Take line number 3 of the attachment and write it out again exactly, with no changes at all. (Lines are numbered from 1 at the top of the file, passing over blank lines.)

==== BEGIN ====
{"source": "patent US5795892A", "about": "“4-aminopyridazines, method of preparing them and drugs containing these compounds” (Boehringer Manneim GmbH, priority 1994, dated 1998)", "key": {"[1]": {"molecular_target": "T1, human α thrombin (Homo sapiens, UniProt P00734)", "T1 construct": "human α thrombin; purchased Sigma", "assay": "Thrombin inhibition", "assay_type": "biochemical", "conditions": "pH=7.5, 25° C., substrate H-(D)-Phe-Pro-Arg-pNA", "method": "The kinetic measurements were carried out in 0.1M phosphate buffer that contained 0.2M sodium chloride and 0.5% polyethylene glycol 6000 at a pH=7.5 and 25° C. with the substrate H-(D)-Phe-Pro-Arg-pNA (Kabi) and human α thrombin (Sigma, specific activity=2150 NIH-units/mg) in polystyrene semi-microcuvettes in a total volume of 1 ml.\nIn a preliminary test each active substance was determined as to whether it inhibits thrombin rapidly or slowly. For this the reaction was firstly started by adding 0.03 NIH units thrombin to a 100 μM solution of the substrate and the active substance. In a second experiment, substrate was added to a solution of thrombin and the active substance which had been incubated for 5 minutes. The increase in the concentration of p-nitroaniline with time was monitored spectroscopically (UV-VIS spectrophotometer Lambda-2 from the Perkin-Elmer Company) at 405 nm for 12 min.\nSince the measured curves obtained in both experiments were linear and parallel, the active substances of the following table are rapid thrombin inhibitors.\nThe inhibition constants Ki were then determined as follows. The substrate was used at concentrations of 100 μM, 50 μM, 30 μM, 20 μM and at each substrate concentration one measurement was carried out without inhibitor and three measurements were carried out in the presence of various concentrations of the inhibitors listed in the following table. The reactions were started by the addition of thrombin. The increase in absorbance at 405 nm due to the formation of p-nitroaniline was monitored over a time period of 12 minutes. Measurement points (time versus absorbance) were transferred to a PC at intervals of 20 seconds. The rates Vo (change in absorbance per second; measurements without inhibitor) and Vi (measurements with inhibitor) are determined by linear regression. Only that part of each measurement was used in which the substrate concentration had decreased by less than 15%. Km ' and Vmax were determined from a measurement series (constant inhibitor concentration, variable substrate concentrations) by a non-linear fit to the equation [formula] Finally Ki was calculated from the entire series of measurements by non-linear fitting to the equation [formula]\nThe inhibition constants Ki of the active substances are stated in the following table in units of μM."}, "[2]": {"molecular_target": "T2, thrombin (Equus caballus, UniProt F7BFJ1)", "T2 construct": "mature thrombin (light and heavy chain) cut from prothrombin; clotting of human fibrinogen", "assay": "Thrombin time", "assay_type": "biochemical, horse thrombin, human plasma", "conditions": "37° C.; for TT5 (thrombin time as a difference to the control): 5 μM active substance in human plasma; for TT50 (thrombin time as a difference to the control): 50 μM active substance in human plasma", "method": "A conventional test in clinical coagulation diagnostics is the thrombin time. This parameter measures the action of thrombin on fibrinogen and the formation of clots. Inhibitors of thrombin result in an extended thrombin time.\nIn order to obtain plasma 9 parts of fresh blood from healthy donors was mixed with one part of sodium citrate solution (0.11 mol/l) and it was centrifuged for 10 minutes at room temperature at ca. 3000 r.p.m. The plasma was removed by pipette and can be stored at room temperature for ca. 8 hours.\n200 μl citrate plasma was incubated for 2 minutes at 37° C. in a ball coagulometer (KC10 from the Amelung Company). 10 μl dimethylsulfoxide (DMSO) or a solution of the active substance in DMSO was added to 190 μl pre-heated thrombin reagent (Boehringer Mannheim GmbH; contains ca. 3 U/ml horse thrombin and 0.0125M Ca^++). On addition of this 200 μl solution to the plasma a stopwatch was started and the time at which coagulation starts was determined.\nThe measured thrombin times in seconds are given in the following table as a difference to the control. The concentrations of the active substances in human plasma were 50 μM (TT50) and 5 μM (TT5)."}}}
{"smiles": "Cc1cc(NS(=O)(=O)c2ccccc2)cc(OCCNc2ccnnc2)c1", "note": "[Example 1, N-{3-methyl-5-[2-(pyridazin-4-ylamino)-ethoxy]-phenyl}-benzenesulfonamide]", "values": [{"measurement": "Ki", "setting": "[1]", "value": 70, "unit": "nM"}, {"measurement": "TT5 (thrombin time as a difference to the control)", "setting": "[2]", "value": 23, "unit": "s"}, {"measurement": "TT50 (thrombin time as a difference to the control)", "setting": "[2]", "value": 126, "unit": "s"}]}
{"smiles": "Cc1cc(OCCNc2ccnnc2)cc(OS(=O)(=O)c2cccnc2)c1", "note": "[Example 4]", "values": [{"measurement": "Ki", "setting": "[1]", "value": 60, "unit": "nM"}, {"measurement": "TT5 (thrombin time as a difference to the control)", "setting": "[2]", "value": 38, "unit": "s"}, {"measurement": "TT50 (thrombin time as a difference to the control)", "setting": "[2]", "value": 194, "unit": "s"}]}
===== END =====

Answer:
{"smiles": "Cc1cc(OCCNc2ccnnc2)cc(OS(=O)(=O)c2cccnc2)c1", "note": "[Example 4]", "values": [{"measurement": "Ki", "setting": "[1]", "value": 60, "unit": "nM"}, {"measurement": "TT5 (thrombin time as a difference to the control)", "setting": "[2]", "value": 38, "unit": "s"}, {"measurement": "TT50 (thrombin time as a difference to the control)", "setting": "[2]", "value": 194, "unit": "s"}]}